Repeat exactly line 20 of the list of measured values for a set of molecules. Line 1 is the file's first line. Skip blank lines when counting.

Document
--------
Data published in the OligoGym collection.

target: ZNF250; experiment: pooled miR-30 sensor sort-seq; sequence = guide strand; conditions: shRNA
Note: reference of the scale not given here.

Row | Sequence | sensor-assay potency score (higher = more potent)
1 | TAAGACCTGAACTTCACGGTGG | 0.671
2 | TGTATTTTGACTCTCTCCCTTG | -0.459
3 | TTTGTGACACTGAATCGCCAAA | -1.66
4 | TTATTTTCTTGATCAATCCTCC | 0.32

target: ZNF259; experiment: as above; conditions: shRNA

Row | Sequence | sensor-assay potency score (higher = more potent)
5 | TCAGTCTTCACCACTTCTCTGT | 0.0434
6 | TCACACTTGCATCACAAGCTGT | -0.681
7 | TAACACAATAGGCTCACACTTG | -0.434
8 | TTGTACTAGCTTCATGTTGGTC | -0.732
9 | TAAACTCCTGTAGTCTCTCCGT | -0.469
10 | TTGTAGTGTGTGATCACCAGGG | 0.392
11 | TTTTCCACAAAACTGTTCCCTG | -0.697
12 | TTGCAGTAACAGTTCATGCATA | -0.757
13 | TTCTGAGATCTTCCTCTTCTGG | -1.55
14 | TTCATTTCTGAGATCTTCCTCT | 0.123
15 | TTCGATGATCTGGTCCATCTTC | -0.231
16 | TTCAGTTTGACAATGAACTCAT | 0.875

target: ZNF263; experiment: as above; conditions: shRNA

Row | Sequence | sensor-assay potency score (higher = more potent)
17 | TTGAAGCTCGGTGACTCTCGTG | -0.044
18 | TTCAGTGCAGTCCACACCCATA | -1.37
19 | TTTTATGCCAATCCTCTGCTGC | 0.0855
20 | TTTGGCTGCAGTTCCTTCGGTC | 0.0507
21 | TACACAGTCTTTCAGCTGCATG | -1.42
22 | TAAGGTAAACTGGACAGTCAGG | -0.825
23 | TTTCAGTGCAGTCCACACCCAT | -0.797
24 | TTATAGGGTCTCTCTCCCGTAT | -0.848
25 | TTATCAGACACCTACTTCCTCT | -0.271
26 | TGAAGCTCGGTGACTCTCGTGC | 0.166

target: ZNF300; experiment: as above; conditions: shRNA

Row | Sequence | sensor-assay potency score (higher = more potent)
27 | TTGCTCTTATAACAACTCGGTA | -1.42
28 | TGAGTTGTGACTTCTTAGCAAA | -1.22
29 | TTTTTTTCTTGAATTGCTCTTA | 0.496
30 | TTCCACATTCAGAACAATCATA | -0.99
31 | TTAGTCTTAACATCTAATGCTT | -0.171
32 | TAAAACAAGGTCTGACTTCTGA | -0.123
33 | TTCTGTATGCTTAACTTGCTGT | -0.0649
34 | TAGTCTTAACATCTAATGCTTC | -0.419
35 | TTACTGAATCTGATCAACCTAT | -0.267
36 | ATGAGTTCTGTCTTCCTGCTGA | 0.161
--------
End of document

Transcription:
14 | TTCATTTCTGAGATCTTCCTCT | 0.123